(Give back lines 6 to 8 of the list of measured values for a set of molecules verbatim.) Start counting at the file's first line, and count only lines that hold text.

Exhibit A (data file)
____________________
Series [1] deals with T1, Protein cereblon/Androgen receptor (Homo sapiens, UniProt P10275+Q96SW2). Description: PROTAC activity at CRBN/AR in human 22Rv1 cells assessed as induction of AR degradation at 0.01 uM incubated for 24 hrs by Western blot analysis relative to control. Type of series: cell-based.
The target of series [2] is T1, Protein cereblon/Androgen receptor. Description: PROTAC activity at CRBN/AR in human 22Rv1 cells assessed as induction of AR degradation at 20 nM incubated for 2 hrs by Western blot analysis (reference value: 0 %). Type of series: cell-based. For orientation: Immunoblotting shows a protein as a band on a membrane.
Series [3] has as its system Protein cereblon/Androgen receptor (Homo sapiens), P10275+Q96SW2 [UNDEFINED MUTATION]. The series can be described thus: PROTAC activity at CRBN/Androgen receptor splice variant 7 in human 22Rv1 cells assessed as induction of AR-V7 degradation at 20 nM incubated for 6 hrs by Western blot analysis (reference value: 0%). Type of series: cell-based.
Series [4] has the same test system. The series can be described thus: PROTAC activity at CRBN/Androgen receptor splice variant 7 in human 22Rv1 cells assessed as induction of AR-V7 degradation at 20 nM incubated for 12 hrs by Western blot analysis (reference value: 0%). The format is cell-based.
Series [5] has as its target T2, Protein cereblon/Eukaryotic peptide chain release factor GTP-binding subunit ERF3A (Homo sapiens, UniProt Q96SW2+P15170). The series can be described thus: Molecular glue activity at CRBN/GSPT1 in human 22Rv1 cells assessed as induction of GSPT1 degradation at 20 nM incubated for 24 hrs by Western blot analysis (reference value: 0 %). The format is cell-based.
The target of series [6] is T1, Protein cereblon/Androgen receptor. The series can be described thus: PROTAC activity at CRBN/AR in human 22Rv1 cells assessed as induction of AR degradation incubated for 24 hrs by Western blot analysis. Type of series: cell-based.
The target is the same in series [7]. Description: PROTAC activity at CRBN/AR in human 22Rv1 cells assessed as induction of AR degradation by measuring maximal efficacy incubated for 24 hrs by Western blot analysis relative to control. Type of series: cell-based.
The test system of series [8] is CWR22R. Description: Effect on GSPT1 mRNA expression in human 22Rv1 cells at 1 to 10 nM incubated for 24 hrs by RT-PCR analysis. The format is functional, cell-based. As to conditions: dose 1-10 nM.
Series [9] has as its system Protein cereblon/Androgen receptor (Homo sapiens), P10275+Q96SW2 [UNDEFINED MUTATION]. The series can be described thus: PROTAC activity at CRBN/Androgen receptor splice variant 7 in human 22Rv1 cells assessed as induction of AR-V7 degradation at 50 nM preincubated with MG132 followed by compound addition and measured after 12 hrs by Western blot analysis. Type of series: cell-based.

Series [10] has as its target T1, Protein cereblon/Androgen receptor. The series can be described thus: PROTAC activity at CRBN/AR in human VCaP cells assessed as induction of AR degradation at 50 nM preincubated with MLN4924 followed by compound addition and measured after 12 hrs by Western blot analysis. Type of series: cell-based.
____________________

The target of series [6] is T1, Protein cereblon/Androgen receptor. The series can be described thus: PROTAC activity at CRBN/AR in human 22Rv1 cells assessed as induction of AR degradation incubated for 24 hrs by Western blot analysis. Type of series: cell-based.
The target is the same in series [7]. Description: PROTAC activity at CRBN/AR in human 22Rv1 cells assessed as induction of AR degradation by measuring maximal efficacy incubated for 24 hrs by Western blot analysis relative to control. Type of series: cell-based.
The test system of series [8] is CWR22R. Description: Effect on GSPT1 mRNA expression in human 22Rv1 cells at 1 to 10 nM incubated for 24 hrs by RT-PCR analysis. The format is functional, cell-based. As to conditions: dose 1-10 nM.